Docstoc

Powerpoint Format - University of Toronto

Document Sample
Powerpoint Format - University of Toronto Powered By Docstoc
					    Barry Wellman               (Director, NetLab)

              Kristen Berg,Jeffrey Boase,
         Juan-Antonio Carrasco, Rochelle Coté,
  Bernie Hogan, Jennifer Kayahara,Tracy L.M. Kennedy,
 Centre for Urban & Community Studies University of Toronto
                  Toronto, Canada M5S 1A1
wellman@chass.utoronto.ca     www.chass.utoronto.ca/~wellman
                            The Team
                              www.connectedlives.ca



                                                     Bernie
           Rochelle Jeff      Tracy Phouc Barry               Juan
Kristen                                                                    Inna




               www.chass.utoronto.ca/~wellman
     Special Thanks to Jeff Boase, Bernie Hogan, Tracy Kennedy & Kristen Berg
                      For Contributing to Today’s Presentation
              Outline: Connected Lives
      • Study of networks and communication patterns
        in a wired (& wireless) world
      • Transformation towards Networked Individualism
      • Social Networks Meet Communication Networks
      • Research Questions
      • East York
      • Data Collection
           – Survey
           – Interviews
           – Observations
      • Preliminary Findings
www.chass.utoronto.ca/~wellman
             Research Themes
• Social Structure:
   – Shift from Solidary Groups, Densely-Knit Networks to
     Multiple, Diverse, Sparsely-Knit Networks
• Social Practices – “Networked Individualism”
   – Shift to Person-to-Person Community
   – Multiple, Partial Allegiances
• Multiple Communication Media – “Glocalization”
   – Incorporation of Computer Media Communication
   – Wireless & Personalized: Less Dependence on Space & Group
• Multiple Social Rhythms:
   – Managing Complex Lives
   – Work; Domestically; Community
• Domestic Life:
   – Negotiated Schedules, Practices; Networked Households
• Personal Knowledge Management:
   – Finding Stuff in a World with More Information, Less Certainty
                        Basic Principles
• ICT Use Embedded in Everyday Life
• Door-to-Door > Place-to-Place >
     Person-to-Person
• Mobile-ization
• Super-Connectors



www.chass.utoronto.ca/~wellman
                                 Key Foci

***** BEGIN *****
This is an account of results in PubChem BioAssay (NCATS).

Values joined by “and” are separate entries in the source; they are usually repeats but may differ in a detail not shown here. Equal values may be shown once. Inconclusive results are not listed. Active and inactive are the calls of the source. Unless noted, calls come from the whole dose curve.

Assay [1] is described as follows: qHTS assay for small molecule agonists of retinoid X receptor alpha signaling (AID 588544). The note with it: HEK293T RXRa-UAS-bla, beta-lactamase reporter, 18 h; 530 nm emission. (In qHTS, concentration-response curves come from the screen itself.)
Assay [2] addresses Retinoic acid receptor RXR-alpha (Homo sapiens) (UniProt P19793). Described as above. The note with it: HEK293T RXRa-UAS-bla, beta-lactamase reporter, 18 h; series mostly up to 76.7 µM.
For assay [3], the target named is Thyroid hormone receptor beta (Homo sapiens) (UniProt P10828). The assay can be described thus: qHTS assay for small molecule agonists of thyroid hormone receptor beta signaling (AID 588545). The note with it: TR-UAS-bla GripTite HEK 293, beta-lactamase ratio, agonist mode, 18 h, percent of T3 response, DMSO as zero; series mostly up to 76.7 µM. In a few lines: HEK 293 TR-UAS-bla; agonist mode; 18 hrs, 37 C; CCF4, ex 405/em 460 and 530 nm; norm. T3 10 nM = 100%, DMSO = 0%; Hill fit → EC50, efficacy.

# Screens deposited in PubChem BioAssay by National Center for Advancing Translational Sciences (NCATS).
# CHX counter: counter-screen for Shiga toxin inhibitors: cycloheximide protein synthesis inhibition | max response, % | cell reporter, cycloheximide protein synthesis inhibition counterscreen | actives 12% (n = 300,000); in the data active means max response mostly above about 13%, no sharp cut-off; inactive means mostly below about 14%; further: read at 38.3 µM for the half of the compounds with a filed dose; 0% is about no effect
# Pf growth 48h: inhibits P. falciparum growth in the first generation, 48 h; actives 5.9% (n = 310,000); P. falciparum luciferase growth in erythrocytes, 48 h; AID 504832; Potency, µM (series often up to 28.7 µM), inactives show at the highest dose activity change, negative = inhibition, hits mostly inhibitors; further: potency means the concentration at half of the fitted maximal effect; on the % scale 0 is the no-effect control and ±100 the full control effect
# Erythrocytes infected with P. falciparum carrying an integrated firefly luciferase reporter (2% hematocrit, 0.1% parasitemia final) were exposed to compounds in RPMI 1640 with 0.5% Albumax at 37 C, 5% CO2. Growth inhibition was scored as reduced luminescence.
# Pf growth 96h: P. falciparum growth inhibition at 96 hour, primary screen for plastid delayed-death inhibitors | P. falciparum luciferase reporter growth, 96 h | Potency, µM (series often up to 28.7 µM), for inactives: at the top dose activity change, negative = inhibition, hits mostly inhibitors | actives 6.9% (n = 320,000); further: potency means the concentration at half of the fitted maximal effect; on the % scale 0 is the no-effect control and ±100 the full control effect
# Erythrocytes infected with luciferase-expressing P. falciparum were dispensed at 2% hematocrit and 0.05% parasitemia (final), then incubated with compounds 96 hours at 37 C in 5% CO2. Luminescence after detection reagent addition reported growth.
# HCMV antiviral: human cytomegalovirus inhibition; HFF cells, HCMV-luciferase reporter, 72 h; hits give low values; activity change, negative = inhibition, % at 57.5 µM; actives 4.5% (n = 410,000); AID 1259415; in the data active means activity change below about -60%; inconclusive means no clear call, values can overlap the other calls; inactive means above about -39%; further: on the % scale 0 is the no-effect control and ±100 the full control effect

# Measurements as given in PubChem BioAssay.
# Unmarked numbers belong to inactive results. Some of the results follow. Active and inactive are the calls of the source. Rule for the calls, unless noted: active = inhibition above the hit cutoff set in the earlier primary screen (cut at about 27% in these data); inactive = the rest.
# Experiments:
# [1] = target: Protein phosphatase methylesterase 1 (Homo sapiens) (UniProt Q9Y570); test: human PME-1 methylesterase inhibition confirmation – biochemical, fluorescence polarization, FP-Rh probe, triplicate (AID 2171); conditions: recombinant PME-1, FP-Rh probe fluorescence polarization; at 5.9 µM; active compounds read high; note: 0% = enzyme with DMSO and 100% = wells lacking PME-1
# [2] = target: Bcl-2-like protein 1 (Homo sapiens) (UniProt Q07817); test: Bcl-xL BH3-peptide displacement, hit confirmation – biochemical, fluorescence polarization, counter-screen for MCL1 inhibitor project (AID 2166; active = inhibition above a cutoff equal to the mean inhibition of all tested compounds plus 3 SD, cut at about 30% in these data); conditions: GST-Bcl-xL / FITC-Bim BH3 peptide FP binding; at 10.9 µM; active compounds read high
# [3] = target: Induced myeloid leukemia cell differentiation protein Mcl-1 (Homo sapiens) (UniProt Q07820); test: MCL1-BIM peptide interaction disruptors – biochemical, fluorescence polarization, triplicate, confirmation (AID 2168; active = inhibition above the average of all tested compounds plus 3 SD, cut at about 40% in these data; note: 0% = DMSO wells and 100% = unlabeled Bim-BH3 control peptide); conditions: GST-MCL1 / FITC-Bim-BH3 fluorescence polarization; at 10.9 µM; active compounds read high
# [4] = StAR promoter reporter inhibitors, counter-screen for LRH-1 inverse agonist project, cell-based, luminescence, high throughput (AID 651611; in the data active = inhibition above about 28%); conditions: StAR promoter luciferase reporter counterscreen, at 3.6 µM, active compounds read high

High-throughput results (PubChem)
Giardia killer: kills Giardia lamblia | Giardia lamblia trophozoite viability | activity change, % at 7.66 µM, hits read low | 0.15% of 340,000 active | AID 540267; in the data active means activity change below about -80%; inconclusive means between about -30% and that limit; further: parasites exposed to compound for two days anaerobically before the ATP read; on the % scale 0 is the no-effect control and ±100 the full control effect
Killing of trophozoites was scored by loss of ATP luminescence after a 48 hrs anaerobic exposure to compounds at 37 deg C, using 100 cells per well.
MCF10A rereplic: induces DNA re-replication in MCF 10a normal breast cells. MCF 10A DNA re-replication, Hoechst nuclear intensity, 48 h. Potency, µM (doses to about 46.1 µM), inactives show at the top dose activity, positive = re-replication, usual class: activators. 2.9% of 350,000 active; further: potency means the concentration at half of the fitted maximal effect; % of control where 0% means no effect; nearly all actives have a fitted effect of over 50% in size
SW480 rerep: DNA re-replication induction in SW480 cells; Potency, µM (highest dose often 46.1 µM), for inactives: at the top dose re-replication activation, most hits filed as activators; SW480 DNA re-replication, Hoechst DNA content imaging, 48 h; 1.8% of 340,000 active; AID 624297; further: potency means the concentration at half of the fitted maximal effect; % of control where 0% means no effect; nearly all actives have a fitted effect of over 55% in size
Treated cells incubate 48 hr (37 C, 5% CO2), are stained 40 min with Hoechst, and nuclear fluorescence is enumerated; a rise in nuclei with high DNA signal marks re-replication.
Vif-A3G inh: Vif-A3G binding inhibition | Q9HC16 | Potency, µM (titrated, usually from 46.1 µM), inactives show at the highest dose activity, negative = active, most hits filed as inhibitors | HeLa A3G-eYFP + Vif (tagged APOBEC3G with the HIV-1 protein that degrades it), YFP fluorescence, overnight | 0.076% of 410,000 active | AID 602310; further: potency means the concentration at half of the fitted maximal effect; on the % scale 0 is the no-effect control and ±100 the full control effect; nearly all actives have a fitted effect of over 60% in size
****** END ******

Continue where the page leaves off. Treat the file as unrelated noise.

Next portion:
• Networking of households
• Composition and management of
     personal networks
• Finding cultural information online and offline




www.chass.utoronto.ca/~wellman
Icarian “Cyber-Angel”
Wired magazine cover
December 1999

www.chass.utoronto.ca/~wellman
       Three Ages of Net Studies

     Prehistoric: Communities as Social Networks
    First Age: Anticipatory Hype, Isolated Analyses
    Second Age: Documentation
          For Gov‟t, Academe, Commerce, Public Interest
          – Ethnographies
          – Surveys – Access, Users and Uses
          – Applications: CHI, etc
    • Third Age: Computerized Media in Everyday Life
          – Longer Range Changes Towards a Network Society
          – Focused, In-Depth Real-World Studies

www.chass.utoronto.ca/~wellman
    Social Affordances of
Computer-Mediated Connectivity
     Technological Characteristics That Affect How
       People & Institutions Behave & Connect
     • Bandwidth
     • Ubiquity – Anywhere, Anytime
     • Convergence – Any Media Accesses All
     • Portability – Especially Wireless
     • Globalized Connectivity
     • Personalization
www.chass.utoronto.ca/~wellman
Laptop Users in a Café, 2005   (courtesy Valdis Krebs)
                    Groups > Networks
     • Change from People Participating in Solidary,
       Often-Local, Densely-Knit Groups
     • To People Participating in Partial,
       Often Dispersed, Sparsely-Knit Networks
     • Not Bowling Alone, but Bowling in Networks
     • Change Started Before ICTs
          – Trains, Planes, Cars, Wired Phones
     • We Believe that CMC has Affected –
       and Accelerated – the Change to
       Networked Individualism
     • A Goal of Connected Lives is to
       Assess the Evidence
www.chass.utoronto.ca/~wellman
                  Groups to Networks




www.chass.utoronto.ca/~wellman
                                 Data
   • Survey N= 350; Response rate: 56%
   • 1-2 Hour drop-off
   • computers, jobs, networks, civic involvement,
     attitudes
   • SPSS & UCINet / NetDraw
   • Interviews N =87; Response rate: 85%
   • 2-4 Hour Full Evening
   • NVivo Qualitative Analysis
   • Household/gender, internet use, networks -
     name generator, search: culture, health
   • Observations of computerized search behavior
   • Photographs
www.chass.utoronto.ca/~wellman
                                 The Survey
        •   Drop Off / Pick Up Survey
        •   30 page instrument
        •   Developed over 8 months: Nov 03  June 04
        •   Random sample of 700 adults
        •   Drop off/Pick up
        •   Surveying done: July 04  March 05
        •   50% response rate: N=350
        •   Data entry in SPSS


www.chass.utoronto.ca/~wellman
Survey Respondent Characteristics
        •   57% women
        •   Median age = 45
        •   62% married/partnered
        •   40% with university degree or more
             – 27% high school or less